Coastal forests in Japan had predominantly been afforested with black pine (Pinus thunbergii), a shade-tolerant tree species that can withstand dry land ecosystems and harsh coastal environments. This afforestation initiative, dating back to the Edo period (1603~1867), aimed to mitigate the deleterious effects of robust winds and sand blowing. Subsequent to the Great East Japan Earthquake in 2011, interest shifted to the potential protective effects of coastal forests in reducing the destructive power of tsunamis.
The Great East Japan Earthquake tsunami damaged a total of 2,800 hectares (ha; 10,000 square meters) of coastal forest. While the damage was immense, the devastation provided an opportunity to study which coastal forests withstood the tsunami impact and why some forests fared better than others. The forests can only mitigate tsunami effects if trees remain intact during the tsunami. Recently, scientists from Yokohama National University discovered that coastal forests that contained mixed tree species bore the tsunami forces better and with less damage than monoculture forests made up exclusively of black pine.
The research team published their findings in the 16 October issue of Natural Hazards.
“Prior studies have established that coastal forests decrease the hydrodynamic forces exerted by tsunami on structures and alter inland debris dispersion based on the density and size structure of trees. However, limited attention has been devoted to exploring the role of species diversity in coastal forests. We revealed that mixed coastal forests with black pine exhibited a diminished vulnerability to tsunami impacts when contrasted with monoculture forests,” said Yuki Iwachido, first author of the study paper and assistant professor at Yokohama National University.
The research team determined the effects of species diversity in coastal forests by analyzing satellite images and aerial photographs of coastal forests before and after the Great East Japan Earthquake tsunami on 11 March 2011. The degree of damage between forests that contained only black pine trees was compared to the damage experienced in mixed species forests made up of black pine and other broad-leaved trees.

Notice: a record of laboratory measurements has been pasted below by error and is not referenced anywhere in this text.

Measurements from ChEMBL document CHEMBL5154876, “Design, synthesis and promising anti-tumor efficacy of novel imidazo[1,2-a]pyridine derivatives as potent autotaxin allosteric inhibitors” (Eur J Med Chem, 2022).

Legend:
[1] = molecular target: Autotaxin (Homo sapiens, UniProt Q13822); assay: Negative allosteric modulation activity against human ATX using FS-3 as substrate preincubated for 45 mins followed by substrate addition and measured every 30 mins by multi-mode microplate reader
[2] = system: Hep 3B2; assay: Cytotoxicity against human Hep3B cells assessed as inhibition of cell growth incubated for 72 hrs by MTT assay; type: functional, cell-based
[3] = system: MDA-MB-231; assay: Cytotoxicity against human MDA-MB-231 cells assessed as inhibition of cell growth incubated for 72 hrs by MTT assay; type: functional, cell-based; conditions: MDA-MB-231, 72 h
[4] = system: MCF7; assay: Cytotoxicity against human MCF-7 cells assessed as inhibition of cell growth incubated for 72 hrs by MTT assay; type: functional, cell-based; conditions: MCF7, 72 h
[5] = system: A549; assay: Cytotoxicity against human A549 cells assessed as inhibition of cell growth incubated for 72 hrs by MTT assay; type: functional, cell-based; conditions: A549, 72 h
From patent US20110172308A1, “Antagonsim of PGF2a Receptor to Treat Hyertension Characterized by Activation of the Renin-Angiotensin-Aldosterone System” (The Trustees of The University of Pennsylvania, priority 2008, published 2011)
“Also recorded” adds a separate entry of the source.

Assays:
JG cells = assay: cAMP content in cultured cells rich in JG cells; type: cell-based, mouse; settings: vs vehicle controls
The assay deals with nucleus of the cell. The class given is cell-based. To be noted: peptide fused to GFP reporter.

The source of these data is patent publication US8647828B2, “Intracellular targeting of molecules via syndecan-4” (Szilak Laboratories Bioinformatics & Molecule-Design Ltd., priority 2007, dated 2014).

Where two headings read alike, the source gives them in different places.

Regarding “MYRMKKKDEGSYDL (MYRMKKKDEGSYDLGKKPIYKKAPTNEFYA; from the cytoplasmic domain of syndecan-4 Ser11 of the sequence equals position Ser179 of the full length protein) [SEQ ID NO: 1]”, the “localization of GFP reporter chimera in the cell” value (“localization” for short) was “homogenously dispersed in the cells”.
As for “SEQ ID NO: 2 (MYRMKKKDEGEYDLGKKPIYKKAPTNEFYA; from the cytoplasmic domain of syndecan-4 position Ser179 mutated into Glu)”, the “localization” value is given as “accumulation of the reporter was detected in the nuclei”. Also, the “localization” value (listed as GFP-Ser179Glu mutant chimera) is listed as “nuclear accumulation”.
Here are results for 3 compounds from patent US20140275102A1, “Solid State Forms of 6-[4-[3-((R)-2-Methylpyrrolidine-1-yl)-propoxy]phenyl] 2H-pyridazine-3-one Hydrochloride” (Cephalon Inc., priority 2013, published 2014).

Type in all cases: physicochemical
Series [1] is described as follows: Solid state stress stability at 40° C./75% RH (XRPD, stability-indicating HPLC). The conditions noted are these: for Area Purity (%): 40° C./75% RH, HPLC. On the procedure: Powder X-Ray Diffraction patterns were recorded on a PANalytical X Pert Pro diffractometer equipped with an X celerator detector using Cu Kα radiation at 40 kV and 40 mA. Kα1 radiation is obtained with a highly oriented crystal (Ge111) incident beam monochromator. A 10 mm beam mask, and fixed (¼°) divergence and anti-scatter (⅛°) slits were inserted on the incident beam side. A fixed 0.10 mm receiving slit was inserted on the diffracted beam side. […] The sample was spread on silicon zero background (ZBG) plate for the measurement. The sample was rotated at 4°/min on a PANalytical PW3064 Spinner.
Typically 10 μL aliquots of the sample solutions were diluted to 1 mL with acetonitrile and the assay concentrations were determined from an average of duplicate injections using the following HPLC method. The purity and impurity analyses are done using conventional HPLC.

The researchers hypothesize that mixed forests are less susceptible to tsunami damage because the root morphologies of different tree species utilize more soil space and resources than a single species of tree. In theory, this could enhance aboveground tree growth and overall stability of the mixed species forests. One limitation of the research was that the scientists couldn’t compare their results to a monoculture of broad-leaved trees and therefore could not remove the impact of coniferous trees.
The study also found a benefit in complex tree planting arrangements compared to simple arrangements. Analysis of the visual impact of the Great East Japan Earthquake tsunami suggests that forests with complex spatial structures were more able to withstand tsunami forces.
The research team acknowledges that more studies are required to better understand the capacity of coastal forest tsunami protection and how to maximize its safeguarding effect. “This study primarily focused on analyzing only damage patterns to coastal forests caused by tsunami impacts utilizing satellite images. There is a pressing need to elucidate the mechanisms by which mixed coastal forests alleviate the impacts of tsunamis,” said Takehiro Sasaki, senior author of the study paper and the professor at Yokohama National University.
Minori Kaneko from the Graduate School of Environment and Information Sciences at Yokohama National University in Yokohama, Japan also contributed to the research study.
This work was financially supported by a Fostering Joint International Research A grant (no. 19KK0393) from the Ministry of Education, Culture, Sports, Science, and Technology of Japan.